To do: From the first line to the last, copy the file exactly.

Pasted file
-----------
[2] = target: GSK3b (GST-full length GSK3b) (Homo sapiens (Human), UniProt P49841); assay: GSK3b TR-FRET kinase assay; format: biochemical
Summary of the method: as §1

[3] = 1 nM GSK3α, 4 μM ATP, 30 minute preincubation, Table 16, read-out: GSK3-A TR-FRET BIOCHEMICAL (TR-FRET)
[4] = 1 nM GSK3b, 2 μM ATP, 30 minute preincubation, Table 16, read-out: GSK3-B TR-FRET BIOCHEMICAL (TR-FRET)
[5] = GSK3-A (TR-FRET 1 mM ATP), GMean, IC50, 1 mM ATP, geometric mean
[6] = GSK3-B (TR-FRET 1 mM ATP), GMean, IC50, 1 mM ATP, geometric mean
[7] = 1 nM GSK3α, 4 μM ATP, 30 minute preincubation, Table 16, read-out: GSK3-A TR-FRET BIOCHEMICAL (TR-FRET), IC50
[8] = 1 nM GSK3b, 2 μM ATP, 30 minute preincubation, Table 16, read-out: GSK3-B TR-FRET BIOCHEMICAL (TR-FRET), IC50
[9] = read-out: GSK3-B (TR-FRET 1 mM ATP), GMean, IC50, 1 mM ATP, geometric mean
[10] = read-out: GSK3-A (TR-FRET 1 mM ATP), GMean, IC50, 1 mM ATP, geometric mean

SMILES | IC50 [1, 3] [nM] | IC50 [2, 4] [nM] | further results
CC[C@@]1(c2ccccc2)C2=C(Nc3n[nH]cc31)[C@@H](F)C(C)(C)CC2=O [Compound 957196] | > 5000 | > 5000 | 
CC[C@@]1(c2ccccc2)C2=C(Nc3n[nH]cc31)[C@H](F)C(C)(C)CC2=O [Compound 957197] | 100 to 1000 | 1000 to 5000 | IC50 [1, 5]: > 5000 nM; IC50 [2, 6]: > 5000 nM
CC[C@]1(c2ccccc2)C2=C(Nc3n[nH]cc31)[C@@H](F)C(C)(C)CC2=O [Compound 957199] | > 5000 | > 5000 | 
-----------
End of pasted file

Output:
[2] = target: GSK3b (GST-full length GSK3b) (Homo sapiens (Human), UniProt P49841); assay: GSK3b TR-FRET kinase assay; format: biochemical
Summary of the method: as §1

[3] = 1 nM GSK3α, 4 μM ATP, 30 minute preincubation, Table 16, read-out: GSK3-A TR-FRET BIOCHEMICAL (TR-FRET)
[4] = 1 nM GSK3b, 2 μM ATP, 30 minute preincubation, Table 16, read-out: GSK3-B TR-FRET BIOCHEMICAL (TR-FRET)
[5] = GSK3-A (TR-FRET 1 mM ATP), GMean, IC50, 1 mM ATP, geometric mean
[6] = GSK3-B (TR-FRET 1 mM ATP), GMean, IC50, 1 mM ATP, geometric mean
[7] = 1 nM GSK3α, 4 μM ATP, 30 minute preincubation, Table 16, read-out: GSK3-A TR-FRET BIOCHEMICAL (TR-FRET), IC50
[8] = 1 nM GSK3b, 2 μM ATP, 30 minute preincubation, Table 16, read-out: GSK3-B TR-FRET BIOCHEMICAL (TR-FRET), IC50
[9] = read-out: GSK3-B (TR-FRET 1 mM ATP), GMean, IC50, 1 mM ATP, geometric mean
[10] = read-out: GSK3-A (TR-FRET 1 mM ATP), GMean, IC50, 1 mM ATP, geometric mean

SMILES | IC50 [1, 3] [nM] | IC50 [2, 4] [nM] | further results
CC[C@@]1(c2ccccc2)C2=C(Nc3n[nH]cc31)[C@@H](F)C(C)(C)CC2=O [Compound 957196] | > 5000 | > 5000 | 
CC[C@@]1(c2ccccc2)C2=C(Nc3n[nH]cc31)[C@H](F)C(C)(C)CC2=O [Compound 957197] | 100 to 1000 | 1000 to 5000 | IC50 [1, 5]: > 5000 nM; IC50 [2, 6]: > 5000 nM
CC[C@]1(c2ccccc2)C2=C(Nc3n[nH]cc31)[C@@H](F)C(C)(C)CC2=O [Compound 957199] | > 5000 | > 5000 | 